1.         Heparin is ordered at 1000 u/hr.   The IV contains 500 mL with 15,000 u Heparin.
            How many mL/hr. should be infused?

2.         Aminophylline (Theophylline) is to infuse at 0.5 mg/kg/hr.   The IV contains
            500 mg/250 mL.   The client weighs 144 lbs.

            a.         How many kgs does he weigh?  (Round to the tenth.)
            b.         How many mg/hr. is to be infused?
            c.         How many mL/hr. should infuse?

3.         Nitroglycerin (Tridil) 50 mg in 250 mL D5W is to infuse at 10 mcg/min.  How many
            mL/hr. should infuse?

4.         Lidocaine 3 g/500 mL is infusing at 8 mL/hr.  How many mgs/min. is the client
            receiving?

5.         The client is receiving 1 L D10W q 6 h.  How many calories/day is he receiving?

6.         The IV is infusing at 120 mgtts/min.  It is to be changed to a macrodrip set-up with
            the same amount infused.  How many drops/min. is the equivalent?

7.         The medicine contains 0.4 mg/1 mL.  The order is to give 200 mcg.  How many minims
            should be administered?


ANSWERS:

1.         33 mL/hr                                                          5.         1600 cal.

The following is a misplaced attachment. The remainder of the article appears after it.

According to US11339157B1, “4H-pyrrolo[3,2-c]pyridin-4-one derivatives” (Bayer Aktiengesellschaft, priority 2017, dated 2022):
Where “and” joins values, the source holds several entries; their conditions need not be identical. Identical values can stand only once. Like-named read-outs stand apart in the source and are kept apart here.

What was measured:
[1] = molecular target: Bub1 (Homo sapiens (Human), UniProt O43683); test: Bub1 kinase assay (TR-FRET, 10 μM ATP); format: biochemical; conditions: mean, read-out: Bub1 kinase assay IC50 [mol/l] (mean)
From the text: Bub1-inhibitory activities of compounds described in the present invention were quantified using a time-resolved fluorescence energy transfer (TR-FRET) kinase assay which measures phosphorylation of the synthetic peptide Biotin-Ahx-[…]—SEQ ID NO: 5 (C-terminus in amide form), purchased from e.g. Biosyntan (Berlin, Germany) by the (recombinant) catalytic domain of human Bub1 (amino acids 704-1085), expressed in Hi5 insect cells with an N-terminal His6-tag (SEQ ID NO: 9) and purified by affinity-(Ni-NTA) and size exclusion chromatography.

2.         a.         65.5 kgs.                                              8.         20 gtts.
            b.         32.75 mg/hr.                                         9.         0.5 mL
            c.         16 mL/hr.
3.         3 mL/hr.
4.         0.8 mg/min.

 
RULES OF DRUG CALCULATION

1.         The goal of drug dosage computation is to give the most accurate dosage.

2.         During the problem,  do not round off the work.  Use the calculator result.

3.         When computing the final answer,  be realistic.  If the answer is measurable, do not
            change it;  do not round off.

                        Example:  1.8 mL  =  1.8 mL

4.         If the answer must be rounded off,  do so to the tenth place, unless it is not realistic.

            Examples:

                        mcg.                 29.16  =  29.2
                        mLs/hr              15.42  =  15 mL/hr.  } for adults, infusion pumps are usually
                        IV drops           29.8    =  30              } set to nearest whole number
                        mg/min              6.12    =  6.1
                        tbsp                  6.6      =  6 tbsp + 2 tsp or 99 mL (30 mL = 1 oz) or
                                                                    106 mL  (32 mL = 1 oz)
                        kgs                   78.06  =  78.1
                        mcg/min.           29.98  =  30.0